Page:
Josephine, are shown in a table below.
In 1860 Yancey White, 49, was in Cave Spring
district at Cave Spring post office, household 1511 page 352, date 30
July 1860 by Wm. Johnson. He had $3500 in real estate and $5639 in
personal property. Cave Spring is a little over 4 miles from State Line
Adams was probably a name Mary took on emancipation, but it could be the surname of the father of her first child Josephine. There is no reason to believe that both Josephine and James were sired by the same father, but it is reasonable to believe that Mary Adams conceived both children while she lived on Blacks Bluff Road, unless she was required to travel with the family on visits. One record ("Family data collection" from Ancestry.com) shows Burwell Harbour's son James Meredith Harbour born 24 Mar 1860 in Piedmont, Calhoun County, Alabama -- which might suggest the possibility of the family having lived in that place. Burwell Harbour's brother Benjamin Moore Harbour patented land at Spring Garden in southern Cherokee County, Alabama. Mary Adams could have visited there, but her duty, and probably the fathers of her two children, were at the State Line farm near the future Blacks Bluff Road.
B.S. Harbour Slave Schedule, Livingston District.
||1 slave house
The map at left below shows the new territory transferred to Cherokee County effective 1843 putting Spring Gardin in Cherokee County. Before that, Spring Garden was in Benton County. At right, the Arbacoochee Gold Mine where Bale 's wife received a letter from him in 1848. The 1850 census shows him in Randolph County, probably the same place, since Arbacoochee was on the Randolph/Benton County line.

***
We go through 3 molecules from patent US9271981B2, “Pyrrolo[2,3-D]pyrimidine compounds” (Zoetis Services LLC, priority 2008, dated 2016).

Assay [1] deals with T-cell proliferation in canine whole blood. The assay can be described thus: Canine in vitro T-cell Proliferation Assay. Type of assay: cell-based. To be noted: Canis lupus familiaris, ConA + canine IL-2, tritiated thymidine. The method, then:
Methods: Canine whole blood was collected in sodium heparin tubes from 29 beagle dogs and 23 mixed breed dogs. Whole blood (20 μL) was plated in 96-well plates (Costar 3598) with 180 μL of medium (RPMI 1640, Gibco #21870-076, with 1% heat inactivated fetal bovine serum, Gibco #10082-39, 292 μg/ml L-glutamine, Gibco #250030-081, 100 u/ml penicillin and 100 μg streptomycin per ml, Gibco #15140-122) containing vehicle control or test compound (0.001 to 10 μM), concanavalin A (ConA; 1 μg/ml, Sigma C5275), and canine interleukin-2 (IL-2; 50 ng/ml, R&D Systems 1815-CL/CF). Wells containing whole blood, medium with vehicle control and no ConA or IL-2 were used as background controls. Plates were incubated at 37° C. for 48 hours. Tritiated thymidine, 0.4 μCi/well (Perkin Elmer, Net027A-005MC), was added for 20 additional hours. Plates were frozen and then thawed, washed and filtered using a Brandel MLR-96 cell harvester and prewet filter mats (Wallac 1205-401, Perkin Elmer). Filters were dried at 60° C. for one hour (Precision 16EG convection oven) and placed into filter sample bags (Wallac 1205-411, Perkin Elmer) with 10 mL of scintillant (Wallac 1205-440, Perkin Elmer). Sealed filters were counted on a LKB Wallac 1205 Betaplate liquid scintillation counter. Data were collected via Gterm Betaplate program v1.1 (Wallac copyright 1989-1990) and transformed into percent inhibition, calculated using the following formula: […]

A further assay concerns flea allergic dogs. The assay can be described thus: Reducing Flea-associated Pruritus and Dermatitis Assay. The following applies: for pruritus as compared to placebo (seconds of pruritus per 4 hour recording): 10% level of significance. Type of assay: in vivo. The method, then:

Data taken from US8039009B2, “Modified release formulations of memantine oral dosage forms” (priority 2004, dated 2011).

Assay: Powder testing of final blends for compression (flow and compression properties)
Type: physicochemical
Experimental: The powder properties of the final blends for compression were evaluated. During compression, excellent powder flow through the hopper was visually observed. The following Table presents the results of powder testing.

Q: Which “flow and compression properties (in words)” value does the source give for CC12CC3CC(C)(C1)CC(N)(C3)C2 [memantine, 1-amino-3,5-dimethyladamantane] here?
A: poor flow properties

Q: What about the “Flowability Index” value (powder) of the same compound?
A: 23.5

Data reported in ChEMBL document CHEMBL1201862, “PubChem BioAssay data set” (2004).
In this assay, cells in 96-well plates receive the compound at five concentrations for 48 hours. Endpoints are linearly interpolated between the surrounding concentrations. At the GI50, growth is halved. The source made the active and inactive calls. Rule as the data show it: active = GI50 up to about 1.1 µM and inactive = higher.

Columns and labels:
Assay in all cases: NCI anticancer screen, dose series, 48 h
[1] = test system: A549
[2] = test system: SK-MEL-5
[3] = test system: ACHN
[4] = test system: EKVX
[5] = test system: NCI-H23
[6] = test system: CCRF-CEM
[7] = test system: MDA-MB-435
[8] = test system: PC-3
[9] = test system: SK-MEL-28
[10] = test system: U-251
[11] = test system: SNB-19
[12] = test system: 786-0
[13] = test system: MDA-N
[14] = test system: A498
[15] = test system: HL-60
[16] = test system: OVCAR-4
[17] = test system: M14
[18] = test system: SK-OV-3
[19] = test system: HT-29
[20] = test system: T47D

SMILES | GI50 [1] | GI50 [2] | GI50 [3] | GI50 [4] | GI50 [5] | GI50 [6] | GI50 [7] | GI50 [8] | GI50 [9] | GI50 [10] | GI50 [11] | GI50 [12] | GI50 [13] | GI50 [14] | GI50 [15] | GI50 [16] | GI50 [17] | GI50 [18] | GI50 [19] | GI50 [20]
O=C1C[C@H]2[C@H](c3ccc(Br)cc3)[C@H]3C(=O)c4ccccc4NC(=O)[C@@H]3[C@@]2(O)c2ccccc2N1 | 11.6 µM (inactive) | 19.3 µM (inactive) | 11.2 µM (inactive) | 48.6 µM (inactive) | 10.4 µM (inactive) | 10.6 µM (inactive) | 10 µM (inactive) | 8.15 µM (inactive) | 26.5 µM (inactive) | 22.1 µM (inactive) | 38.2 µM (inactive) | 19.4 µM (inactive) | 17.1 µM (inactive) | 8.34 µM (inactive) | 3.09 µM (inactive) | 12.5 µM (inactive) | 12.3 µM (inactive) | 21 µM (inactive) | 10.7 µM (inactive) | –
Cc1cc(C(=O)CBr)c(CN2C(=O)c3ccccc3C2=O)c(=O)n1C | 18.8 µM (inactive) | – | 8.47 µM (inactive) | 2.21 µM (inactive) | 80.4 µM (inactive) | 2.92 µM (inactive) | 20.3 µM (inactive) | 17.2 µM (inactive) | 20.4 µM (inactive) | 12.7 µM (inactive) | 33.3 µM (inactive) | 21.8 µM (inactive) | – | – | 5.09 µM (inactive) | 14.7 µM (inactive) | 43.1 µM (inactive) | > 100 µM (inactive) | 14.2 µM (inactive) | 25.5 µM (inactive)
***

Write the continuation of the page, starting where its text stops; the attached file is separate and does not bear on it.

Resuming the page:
This writer has not found any evidence of Mary White
after 1880, and does not know when she died or where she was buried. In
1880 she was only 43. We know that her son James White returned from Dalton or an intermediate location to
Floyd County and Cherokee County by 1889. He married Miranda
Vassie Martin in Floyd County on 2 August 1889. The Martins in 1880
lived on Terrapin Creek in Cherokee County, having come to that county
before 1870. Terrapin Creek would likely have been the Martin residence
at the time of the marriage, as the Martin homestead 10 miles to the
west, on Ballplay Creek in Etowah County, was not awarded until 1894.
Did Mary Adams White also return to Alabama to live with her daughter?
Did she remain at Dalton, marry, or find another home in Georgia? I
found no answer.
revised 26 Jan 2018